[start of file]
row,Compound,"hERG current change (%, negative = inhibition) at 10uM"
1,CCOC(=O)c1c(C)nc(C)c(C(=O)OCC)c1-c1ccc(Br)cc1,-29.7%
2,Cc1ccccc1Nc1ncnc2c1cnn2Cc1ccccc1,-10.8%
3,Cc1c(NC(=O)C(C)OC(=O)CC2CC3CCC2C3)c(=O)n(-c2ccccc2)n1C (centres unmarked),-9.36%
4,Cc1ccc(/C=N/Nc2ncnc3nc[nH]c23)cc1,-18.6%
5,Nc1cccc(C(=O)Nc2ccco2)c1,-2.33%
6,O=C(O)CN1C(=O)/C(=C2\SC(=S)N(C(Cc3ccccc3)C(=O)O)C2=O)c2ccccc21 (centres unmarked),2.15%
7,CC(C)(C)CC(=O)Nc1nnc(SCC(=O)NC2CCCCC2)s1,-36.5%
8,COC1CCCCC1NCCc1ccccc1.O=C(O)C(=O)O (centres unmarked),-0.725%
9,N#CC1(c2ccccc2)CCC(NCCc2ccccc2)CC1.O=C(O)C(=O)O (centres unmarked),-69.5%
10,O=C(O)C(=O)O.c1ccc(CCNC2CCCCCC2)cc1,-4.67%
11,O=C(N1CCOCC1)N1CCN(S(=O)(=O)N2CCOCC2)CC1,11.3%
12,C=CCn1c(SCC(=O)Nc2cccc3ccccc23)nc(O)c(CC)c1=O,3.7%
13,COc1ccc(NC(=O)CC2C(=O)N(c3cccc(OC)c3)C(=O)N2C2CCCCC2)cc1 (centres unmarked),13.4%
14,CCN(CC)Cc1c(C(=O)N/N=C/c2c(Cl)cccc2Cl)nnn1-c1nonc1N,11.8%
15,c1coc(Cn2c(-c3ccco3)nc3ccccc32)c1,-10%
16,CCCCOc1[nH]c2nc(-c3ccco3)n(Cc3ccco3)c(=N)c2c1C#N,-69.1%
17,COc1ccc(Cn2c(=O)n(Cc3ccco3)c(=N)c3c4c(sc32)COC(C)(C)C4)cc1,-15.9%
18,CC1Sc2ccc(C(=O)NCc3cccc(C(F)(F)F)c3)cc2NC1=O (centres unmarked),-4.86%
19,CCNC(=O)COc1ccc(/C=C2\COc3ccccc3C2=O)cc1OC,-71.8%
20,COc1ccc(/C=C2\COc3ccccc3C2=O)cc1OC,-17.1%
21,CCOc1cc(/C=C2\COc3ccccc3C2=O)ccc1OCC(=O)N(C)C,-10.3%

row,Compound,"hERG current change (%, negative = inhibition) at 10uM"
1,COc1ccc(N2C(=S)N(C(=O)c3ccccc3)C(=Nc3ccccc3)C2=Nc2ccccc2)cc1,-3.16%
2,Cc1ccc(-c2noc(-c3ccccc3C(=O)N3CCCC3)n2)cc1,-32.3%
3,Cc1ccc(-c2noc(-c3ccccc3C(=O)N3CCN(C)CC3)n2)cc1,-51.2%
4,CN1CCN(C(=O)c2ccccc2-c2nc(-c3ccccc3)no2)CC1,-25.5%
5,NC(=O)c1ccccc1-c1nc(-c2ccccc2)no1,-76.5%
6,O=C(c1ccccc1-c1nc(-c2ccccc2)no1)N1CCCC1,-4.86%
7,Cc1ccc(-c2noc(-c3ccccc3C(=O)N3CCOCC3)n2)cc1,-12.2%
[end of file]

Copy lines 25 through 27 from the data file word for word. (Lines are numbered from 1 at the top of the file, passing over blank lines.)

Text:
2,Cc1ccc(-c2noc(-c3ccccc3C(=O)N3CCCC3)n2)cc1,-32.3%
3,Cc1ccc(-c2noc(-c3ccccc3C(=O)N3CCN(C)CC3)n2)cc1,-51.2%
4,CN1CCN(C(=O)c2ccccc2-c2nc(-c3ccccc3)no2)CC1,-25.5%